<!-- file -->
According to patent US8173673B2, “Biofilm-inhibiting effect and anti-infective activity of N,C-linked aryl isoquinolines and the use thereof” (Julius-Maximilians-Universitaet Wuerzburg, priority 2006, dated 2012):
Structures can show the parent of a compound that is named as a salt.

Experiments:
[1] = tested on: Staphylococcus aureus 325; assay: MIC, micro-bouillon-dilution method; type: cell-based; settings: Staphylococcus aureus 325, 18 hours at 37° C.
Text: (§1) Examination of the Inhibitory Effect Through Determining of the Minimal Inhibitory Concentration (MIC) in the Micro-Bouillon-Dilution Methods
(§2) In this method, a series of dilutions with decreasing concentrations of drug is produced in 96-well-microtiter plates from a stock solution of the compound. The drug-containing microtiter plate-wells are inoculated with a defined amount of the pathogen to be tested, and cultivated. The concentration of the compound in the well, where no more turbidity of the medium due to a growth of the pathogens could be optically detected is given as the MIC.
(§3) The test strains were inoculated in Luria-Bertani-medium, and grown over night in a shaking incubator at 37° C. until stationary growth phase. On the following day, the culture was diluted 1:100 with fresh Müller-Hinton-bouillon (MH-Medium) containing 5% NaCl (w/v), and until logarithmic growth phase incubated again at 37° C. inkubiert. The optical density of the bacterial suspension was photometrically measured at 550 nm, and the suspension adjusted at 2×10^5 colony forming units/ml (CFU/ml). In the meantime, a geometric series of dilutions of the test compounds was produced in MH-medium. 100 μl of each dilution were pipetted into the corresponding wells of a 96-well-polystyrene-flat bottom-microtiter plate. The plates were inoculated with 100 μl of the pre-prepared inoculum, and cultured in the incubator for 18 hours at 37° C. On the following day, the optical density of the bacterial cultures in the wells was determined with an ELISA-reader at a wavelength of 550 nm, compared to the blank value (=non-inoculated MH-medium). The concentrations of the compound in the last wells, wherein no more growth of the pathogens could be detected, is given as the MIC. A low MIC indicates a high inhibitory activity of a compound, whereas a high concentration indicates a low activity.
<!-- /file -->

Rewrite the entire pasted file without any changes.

According to patent US8173673B2, “Biofilm-inhibiting effect and anti-infective activity of N,C-linked aryl isoquinolines and the use thereof” (Julius-Maximilians-Universitaet Wuerzburg, priority 2006, dated 2012):
Structures can show the parent of a compound that is named as a salt.

Experiments:
[1] = tested on: Staphylococcus aureus 325; assay: MIC, micro-bouillon-dilution method; type: cell-based; settings: Staphylococcus aureus 325, 18 hours at 37° C.
Text: (§1) Examination of the Inhibitory Effect Through Determining of the Minimal Inhibitory Concentration (MIC) in the Micro-Bouillon-Dilution Methods
(§2) In this method, a series of dilutions with decreasing concentrations of drug is produced in 96-well-microtiter plates from a stock solution of the compound. The drug-containing microtiter plate-wells are inoculated with a defined amount of the pathogen to be tested, and cultivated. The concentration of the compound in the well, where no more turbidity of the medium due to a growth of the pathogens could be optically detected is given as the MIC.
(§3) The test strains were inoculated in Luria-Bertani-medium, and grown over night in a shaking incubator at 37° C. until stationary growth phase. On the following day, the culture was diluted 1:100 with fresh Müller-Hinton-bouillon (MH-Medium) containing 5% NaCl (w/v), and until logarithmic growth phase incubated again at 37° C. inkubiert. The optical density of the bacterial suspension was photometrically measured at 550 nm, and the suspension adjusted at 2×10^5 colony forming units/ml (CFU/ml). In the meantime, a geometric series of dilutions of the test compounds was produced in MH-medium. 100 μl of each dilution were pipetted into the corresponding wells of a 96-well-polystyrene-flat bottom-microtiter plate. The plates were inoculated with 100 μl of the pre-prepared inoculum, and cultured in the incubator for 18 hours at 37° C. On the following day, the optical density of the bacterial cultures in the wells was determined with an ELISA-reader at a wavelength of 550 nm, compared to the blank value (=non-inoculated MH-medium). The concentrations of the compound in the last wells, wherein no more growth of the pathogens could be detected, is given as the MIC. A low MIC indicates a high inhibitory activity of a compound, whereas a high concentration indicates a low activity.